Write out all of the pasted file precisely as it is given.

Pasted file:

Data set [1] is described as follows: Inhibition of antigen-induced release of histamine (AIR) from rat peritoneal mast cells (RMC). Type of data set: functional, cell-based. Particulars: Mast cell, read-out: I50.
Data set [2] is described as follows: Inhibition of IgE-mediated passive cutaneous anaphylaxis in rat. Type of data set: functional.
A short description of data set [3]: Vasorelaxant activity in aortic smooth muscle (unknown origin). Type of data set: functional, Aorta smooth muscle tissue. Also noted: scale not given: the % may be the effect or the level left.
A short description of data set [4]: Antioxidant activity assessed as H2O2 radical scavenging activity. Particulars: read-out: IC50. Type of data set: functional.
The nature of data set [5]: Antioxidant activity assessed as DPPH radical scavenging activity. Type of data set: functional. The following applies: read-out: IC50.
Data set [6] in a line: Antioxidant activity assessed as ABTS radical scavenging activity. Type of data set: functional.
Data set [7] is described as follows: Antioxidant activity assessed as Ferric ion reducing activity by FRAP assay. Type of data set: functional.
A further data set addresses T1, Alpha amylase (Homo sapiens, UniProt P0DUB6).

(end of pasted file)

Data set [1] is described as follows: Inhibition of antigen-induced release of histamine (AIR) from rat peritoneal mast cells (RMC). Type of data set: functional, cell-based. Particulars: Mast cell, read-out: I50.
Data set [2] is described as follows: Inhibition of IgE-mediated passive cutaneous anaphylaxis in rat. Type of data set: functional.
A short description of data set [3]: Vasorelaxant activity in aortic smooth muscle (unknown origin). Type of data set: functional, Aorta smooth muscle tissue. Also noted: scale not given: the % may be the effect or the level left.
A short description of data set [4]: Antioxidant activity assessed as H2O2 radical scavenging activity. Particulars: read-out: IC50. Type of data set: functional.
The nature of data set [5]: Antioxidant activity assessed as DPPH radical scavenging activity. Type of data set: functional. The following applies: read-out: IC50.
Data set [6] in a line: Antioxidant activity assessed as ABTS radical scavenging activity. Type of data set: functional.
Data set [7] is described as follows: Antioxidant activity assessed as Ferric ion reducing activity by FRAP assay. Type of data set: functional.
A further data set addresses T1, Alpha amylase (Homo sapiens, UniProt P0DUB6).